But Dexter is crusading against the plan the Federal Highway Administration has chosen: a four-lane bridge at Sugarloaf Mountain, just downstream from the dam and within the borders of Lake Mead National Recreation Area. Dexter says its price tag, $198 million, is too high, and he thinks the process is moving through without sufficient comment from the public. He wants the FHWA to look at alternatives that won't fragment the park.
Dexter and the Sierra Club support a bypass over the river about 60 miles south of the dam at Laughlin, Nev., which they say would cost only $13 million. The FHWA's project manager, Dave Zanetell, says that estimate is too low. Zanetell says the Laughlin plan likely won't be an official alternative in the FHWA's final EIS because of "costs to the public" that include an extra 23 miles added to the trucking route between Phoenix and Las Vegas.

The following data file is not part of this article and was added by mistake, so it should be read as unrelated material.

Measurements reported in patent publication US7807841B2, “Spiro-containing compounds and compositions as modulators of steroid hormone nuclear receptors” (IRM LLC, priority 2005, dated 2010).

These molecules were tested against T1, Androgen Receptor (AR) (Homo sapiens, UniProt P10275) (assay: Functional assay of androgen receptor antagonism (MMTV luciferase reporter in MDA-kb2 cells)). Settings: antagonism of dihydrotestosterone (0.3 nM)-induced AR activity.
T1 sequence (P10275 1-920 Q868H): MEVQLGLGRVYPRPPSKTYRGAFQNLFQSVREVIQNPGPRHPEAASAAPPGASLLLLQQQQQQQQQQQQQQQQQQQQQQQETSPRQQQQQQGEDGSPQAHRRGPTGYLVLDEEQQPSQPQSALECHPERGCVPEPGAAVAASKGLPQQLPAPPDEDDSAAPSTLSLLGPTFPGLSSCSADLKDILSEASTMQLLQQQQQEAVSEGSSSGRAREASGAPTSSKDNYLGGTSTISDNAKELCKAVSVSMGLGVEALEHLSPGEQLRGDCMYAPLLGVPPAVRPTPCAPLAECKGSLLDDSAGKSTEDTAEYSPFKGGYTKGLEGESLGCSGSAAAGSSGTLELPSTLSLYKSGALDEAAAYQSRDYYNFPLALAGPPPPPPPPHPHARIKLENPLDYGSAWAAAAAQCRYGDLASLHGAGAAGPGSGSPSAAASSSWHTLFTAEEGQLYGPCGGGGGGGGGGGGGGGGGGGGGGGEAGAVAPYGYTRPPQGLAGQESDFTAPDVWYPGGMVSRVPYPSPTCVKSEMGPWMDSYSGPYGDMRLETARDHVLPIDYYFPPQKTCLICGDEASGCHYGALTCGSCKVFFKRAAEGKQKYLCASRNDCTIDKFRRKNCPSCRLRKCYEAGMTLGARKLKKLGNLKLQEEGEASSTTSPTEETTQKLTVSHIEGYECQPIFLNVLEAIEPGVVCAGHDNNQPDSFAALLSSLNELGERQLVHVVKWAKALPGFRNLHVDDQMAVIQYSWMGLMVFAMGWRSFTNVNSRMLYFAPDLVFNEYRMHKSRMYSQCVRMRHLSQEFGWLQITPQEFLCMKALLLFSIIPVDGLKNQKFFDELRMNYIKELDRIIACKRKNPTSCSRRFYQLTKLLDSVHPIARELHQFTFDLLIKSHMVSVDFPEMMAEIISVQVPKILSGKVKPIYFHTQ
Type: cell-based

Dexter, a former long-distance truck driver, dismisses that concern. "Twenty-three miles is nothing in long-distance truck driving," he says. "It's peanuts."
But while the Sierra Club has the support of Native American groups that consider Sugarloaf Mountain a sacred site, it does not have the support of the Lake Mead National Recreation Area. Park planner Jim Holland says the Sugarloaf Mountain alternative would utilize the park's already disturbed lands, such as power line corridors, while the Laughlin alternative would infringe on the Newbury Mountains and their wildlife habitat.
Zanetell emphasizes that nothing is certain yet. "We want to let the public tell us," he says, "and see what comes out of the process."
The agency's final EIS is due out before the end of the year. Contact the Southern Nevada Sierra Club at 702/732-7750, P.O. Box 19777, Las Vegas, NV 89132, or the Federal Highway Administration at 303/716-2157, 555 Zang Street, Lakewood, CO 80228.